Lesser Mouse Deer, Tragulus kanchil

The lesser mouse deer (Tragulus kanchil), also known as the lesser Malay chevrotain or the kanchil, is an even-toed ungulate that is native to Cambodia, Indochina, Indonesia, Vietnam, Sumatra, and Burma, among other areas. It prefers a habitat within primary and secondary forests in foothills or lowland areas. It can also be found on cultivated lands at elevations of up to 1,968 feet. Within these habitats, both arid and moist vegetation can be found, as well as mangrove forests. The lesser mouse deer has not always been classified as Tragulus kanchil, but it was given its name after much debate in the 1940’s. It is thought that further taxonomic review will occur, and that its classification may change. This species is the smallest recorded hoofed mammal, reaching a body length of eighteen inches and a weight of only 4.4 pounds.

It is thought that lesser mouse deer prefers to reside at lower elevations with thick undergrowth during the day and arid areas at higher elevations during the night. Although most species in its genus prefer undergrowth in secondary or old growth forests, the lesser mouse deer has shown a preference for disturbed areas. It is thought that this may occur due to the preference for younger plants in its diet. It consumes young shoots and leaves, as well as fallen fruits.

It is commonly accepted that the lesser mouse deer is nocturnal, but in many areas, it is active during the morning and evening hours of each day. It is a solitary species, and sometimes displays territorial behaviors. The homes ranges of males and females are known to overlap, but the main area of home ranges held by members of the same sex do not overlap. Males tend to hold home ranges for longer periods than females, because females move into a new range before giving birth. This species is known to mate with one or more individuals, and females have been recorded as pregnant almost constantly. The pregnancy period can last between 140 and 177 days, resulting in the birth of up to three young, which remain hidden in thick vegetation.

The major threats to the lesser mouse deer appear to be hunting and habitat loss. Most species of mouse deer, or chevrotains, are common throughout the Sundaic range, despite these threats. However, outside of this range, there is not much information regarding the status of the lesser mouse deer species. This species shares a range with the greater mouse deer, and north of this area, it is often hunted for its meat. It is thought to be resilient in lowland plains, however, to both hunting and habitat destruction, and is thought to be one of the only mammals that can survive in a small stretch of degraded forest at Houay Nhan, located near Vientiane, the capital of Laos. This trend of surviving in degraded areas occurs in other areas of its range.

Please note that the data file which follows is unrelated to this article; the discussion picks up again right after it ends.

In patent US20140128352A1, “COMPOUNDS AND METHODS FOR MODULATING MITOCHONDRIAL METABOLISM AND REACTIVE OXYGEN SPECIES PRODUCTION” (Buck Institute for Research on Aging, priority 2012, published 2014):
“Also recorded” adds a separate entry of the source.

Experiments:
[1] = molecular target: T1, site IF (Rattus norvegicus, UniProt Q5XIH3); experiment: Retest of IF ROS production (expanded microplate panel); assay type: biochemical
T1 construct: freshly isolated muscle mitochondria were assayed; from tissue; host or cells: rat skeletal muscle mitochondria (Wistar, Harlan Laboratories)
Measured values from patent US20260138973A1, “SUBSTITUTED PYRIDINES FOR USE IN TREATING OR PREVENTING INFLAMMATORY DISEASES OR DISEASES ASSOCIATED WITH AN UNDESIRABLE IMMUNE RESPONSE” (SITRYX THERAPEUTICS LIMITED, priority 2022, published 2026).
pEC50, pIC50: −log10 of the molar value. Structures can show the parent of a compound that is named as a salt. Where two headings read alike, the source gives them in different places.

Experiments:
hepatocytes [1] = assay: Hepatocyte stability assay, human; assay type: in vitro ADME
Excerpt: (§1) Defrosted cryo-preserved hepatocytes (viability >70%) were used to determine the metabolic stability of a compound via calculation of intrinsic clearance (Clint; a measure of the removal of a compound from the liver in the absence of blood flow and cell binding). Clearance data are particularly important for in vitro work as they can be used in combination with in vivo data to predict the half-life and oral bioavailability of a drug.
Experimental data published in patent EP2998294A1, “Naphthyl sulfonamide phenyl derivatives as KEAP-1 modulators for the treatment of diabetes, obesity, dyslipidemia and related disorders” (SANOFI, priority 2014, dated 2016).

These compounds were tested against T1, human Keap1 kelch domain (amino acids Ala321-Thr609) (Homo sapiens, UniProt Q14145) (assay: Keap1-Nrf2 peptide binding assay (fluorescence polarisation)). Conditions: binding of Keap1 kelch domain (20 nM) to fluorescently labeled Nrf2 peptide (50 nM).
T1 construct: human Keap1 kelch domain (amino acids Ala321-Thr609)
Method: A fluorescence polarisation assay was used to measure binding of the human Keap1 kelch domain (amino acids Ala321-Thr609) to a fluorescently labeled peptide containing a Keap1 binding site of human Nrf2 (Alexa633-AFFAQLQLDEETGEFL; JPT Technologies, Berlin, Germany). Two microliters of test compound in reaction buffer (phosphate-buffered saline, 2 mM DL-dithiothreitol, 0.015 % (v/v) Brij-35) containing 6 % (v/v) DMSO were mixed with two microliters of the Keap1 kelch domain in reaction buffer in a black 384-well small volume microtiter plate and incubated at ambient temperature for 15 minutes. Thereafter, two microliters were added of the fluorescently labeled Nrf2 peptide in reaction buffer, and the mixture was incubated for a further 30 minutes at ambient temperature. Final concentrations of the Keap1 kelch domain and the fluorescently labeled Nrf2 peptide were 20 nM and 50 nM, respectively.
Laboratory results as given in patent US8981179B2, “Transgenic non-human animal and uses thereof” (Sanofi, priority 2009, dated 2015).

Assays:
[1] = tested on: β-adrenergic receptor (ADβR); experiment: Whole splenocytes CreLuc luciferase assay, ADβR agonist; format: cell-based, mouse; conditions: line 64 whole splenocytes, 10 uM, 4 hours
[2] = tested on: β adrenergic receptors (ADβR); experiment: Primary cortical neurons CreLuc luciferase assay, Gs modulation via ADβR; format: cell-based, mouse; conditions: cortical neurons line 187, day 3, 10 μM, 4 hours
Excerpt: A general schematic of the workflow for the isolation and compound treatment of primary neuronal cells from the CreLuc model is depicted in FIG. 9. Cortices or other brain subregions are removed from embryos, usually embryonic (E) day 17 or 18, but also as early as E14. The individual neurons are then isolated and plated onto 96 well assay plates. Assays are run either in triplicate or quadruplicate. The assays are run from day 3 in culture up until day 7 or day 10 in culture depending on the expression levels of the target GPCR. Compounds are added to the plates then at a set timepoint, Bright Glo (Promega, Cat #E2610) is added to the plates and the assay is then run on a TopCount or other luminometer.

In the 1990’s, the number of recorded chevrotain individuals in Vientiane markets was high, leading experts to believe that it is not in danger of extinction. Most of these individuals are not sold directly in the markets, however, so the origin of each individual is difficult to determine. This, along with various camera sightings, shows the resilience of the lesser mouse deer to habitat destruction and hunting as separate threats.

For populations located in areas where hunting and habitat destruction occur at the same time, populations show a declining trend. Studies conducted between the 1970’s and the 1990’s in some southern areas of the lesser mouse deer’s Viet Nam range included spotlighting studies and foot print assessments. In 1978, more chevrotains were seen each night than in 1993, when surveyors did not see any individuals on some nights. In the area studied, severe forest dilapidation occurred and the lesser mouse deer was a commonly hunted species. It is thought that in open forested areas studied during these years, spotlight hunting may have been the cause for the near absence of sightings of this species.

Despite the large amount of hunting and habitat destruction that occurs over much of the lesser mouse deer’s range, there is not enough evidence to support a major decline in its population as a whole, except in areas where habitat has been completely destroyed like cities. It is protected from both threats by law and occurs in protected areas, but more efforts are needed to enforce the laws in order to ensure its survival. More information is needed before detailed conservation efforts can be taken. The lesser mouse deer currently appears on the IUCN Red List with a conservation status of “Least Concern.”

Image Caption: A Lesser Mouse Deer (Tragulus kanchil) in Fuengirola Zoo. Credit: Linda Kenney/Wikipedia (CC BY-SA 2.0)